The cells inside our body are in a continuous process of growing and dividing and differentiating during their life cycle. The extent of growing and maturating depend on the tissue that is involved.
Growth under normal conditions in addition to mitosis and differentiation are all controlled processes so that normal stucture of the tissue is maintained.
For example, the skin is characterized by proliferation of basal cells and their migration to the skin surface to become there squamous cells. Skin surface sheds continually so that a constant rate of basal cells formation and squamous cells shedding is maintained. Diseases of cellular growth can be caused by either high cell numbers in the tissue or by low cell count of that tissue.
The first disorder that I discuss in this article is atrophy of the tissue. Atrophy is defined as a decrease in the volume of a tissue which results from a decrease in the size of the tissue cells or due to a decrease in their number.
Atrophy occurs for example in muscle tissue after a prolonged period of inactivity. Skeletal muscles are prone to atrophy quickly if not in use for a period of time. Atrophy of skeletal muscles can also occur due to dysfunction of the nerves supplying the appropriate muscles. Physical therapy and electric stimulation of the muscles can prevent atrophy of that muscle.
Another cause of atrophy is seen in the endocrine glands of the body such as the adrenal gland and the thyroid gland. Atrophy of these glands occur due to the lack of hormones from the pituitary gland and which usually stimulate the growth of these glands.
For example, when estrogen is no longer secreted in women after menopause their endometrium atrophies in addition to atrophy of the vaginal epithelium and the breast tissue. A hypopituitarism that is associated with decreased secretion of its hormones can lead to atrophy of the thyroid and the adrenal gland and the gonads.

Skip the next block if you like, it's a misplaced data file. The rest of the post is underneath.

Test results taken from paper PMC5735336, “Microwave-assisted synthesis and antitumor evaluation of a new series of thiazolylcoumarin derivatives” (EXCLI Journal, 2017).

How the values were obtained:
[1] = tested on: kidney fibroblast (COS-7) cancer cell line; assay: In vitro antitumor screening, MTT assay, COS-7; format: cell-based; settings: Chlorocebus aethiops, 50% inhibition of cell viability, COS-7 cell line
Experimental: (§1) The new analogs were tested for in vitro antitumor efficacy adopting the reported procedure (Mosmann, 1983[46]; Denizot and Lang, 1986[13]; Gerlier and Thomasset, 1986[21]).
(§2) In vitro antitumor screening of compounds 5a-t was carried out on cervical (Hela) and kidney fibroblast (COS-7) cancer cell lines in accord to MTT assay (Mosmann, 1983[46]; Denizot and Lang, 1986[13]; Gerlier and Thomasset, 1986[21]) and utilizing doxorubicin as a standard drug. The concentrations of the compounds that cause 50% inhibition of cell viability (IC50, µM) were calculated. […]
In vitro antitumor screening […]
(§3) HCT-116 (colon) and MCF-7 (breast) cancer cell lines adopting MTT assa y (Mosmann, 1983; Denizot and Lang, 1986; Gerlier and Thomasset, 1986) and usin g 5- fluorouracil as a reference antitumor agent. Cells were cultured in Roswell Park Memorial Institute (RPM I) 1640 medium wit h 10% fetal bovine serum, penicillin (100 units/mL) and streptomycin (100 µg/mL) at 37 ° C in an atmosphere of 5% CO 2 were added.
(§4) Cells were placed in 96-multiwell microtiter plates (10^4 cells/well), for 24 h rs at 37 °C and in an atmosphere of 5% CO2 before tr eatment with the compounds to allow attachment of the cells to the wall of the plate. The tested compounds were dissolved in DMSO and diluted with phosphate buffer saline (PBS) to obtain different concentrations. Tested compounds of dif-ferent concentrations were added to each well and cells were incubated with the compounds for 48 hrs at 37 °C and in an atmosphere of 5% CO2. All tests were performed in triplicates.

Treatment of patients with cortisol supplements can lead to atrophy of the adrenal gland due to the suppresion effect on the adrenocorticotropic hormone or ACTH by the cortisol excess. Under normal conditions ACTH stimulates the normal growth of the adrenal gland.
In cases of starvation that is called marasmus this leads to the use by the body of tissue proteins in muscles in order to generate energy. After this process muscles atrophy.
Aging is another cause of tissue atrophy. This is particularly prominent in tissues such as skeletal muscles and brain tissue.
Another type of atrophy can occur due to compression of the tissue by a neoplasm. For example a neoplasm in the spinal cord can lead to atrophy of the spinal cord and the vertebral column.
Hypertrophy of a tissue occurs as a result of increased amount of the cytoplasm and the organelles of the cells. This means that the size of the cell is increased. This process is in contrast to hyperplasia which is an increase in the number of cells in a given tissue.
As an example of hyperplasia I will take endometrial hyperplasia which occurs as a result of increased levels of estrogen in the blood as occurs during pregnancy.
Another example of hyperplasia occurs in the prostate gland. It is a common disorder in the old people. It is caused as a result of enlargement of the prostate gland. It is believed that the hyperplasia is caused due to the increased level of the male hormone testosterone.
Metaplasia is a change in the normal epithelium of a tissue to another normal epithelium without being malignant. Therefore this type of transformation is not considered malignant.
Metaplasia occurs in the esophagus due to acid reflux from the stomach to the esophagus. The typical stratified epithelium of the esophagus is changed to columnar epithelium.
The lung in smokers is liable to develop metaplasia from a columnar epithelium to stratified epithelium.
Dysplasia is defined as an abnormal differentiation and maturation of the tissue. The mucosa of the intestine can undergo dysplasia of its epithelium. Dysplasia can become malignant but by itself is not typical cancer.